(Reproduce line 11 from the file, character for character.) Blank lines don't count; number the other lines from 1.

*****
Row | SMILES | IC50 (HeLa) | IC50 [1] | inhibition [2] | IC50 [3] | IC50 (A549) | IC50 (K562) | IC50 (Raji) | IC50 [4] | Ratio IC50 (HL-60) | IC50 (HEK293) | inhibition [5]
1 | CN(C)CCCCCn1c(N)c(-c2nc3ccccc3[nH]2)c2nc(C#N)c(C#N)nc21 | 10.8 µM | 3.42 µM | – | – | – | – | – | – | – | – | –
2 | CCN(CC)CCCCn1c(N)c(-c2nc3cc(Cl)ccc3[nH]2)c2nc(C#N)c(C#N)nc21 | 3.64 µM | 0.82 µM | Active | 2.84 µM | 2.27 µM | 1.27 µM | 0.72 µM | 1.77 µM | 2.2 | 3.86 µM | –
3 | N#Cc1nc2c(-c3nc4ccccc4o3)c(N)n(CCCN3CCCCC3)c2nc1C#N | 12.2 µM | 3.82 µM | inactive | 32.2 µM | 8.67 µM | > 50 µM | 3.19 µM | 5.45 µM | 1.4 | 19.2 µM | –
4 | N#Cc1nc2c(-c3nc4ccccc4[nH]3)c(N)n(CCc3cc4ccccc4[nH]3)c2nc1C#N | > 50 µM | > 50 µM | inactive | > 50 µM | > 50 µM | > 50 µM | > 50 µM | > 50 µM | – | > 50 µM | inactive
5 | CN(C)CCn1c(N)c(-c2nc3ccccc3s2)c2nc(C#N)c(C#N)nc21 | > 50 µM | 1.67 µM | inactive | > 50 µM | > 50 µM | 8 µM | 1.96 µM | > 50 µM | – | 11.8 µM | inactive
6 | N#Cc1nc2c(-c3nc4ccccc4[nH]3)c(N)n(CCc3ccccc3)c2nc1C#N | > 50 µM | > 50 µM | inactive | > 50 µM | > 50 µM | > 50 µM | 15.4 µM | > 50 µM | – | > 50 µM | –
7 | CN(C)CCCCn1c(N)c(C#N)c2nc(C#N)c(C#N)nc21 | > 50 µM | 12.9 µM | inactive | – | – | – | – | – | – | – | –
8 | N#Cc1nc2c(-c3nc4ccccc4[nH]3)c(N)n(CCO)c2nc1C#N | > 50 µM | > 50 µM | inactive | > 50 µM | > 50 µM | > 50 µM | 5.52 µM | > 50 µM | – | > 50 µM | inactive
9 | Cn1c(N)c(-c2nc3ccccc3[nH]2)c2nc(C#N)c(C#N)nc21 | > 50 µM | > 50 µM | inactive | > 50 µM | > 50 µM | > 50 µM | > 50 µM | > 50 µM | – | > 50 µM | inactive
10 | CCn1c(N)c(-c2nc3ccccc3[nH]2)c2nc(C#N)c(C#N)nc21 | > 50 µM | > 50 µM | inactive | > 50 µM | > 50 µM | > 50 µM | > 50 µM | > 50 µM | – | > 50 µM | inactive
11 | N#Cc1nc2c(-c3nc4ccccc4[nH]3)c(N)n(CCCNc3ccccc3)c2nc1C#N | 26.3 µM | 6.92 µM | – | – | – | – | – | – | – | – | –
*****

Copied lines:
10 | CCn1c(N)c(-c2nc3ccccc3[nH]2)c2nc(C#N)c(C#N)nc21 | > 50 µM | > 50 µM | inactive | > 50 µM | > 50 µM | > 50 µM | > 50 µM | > 50 µM | – | > 50 µM | inactive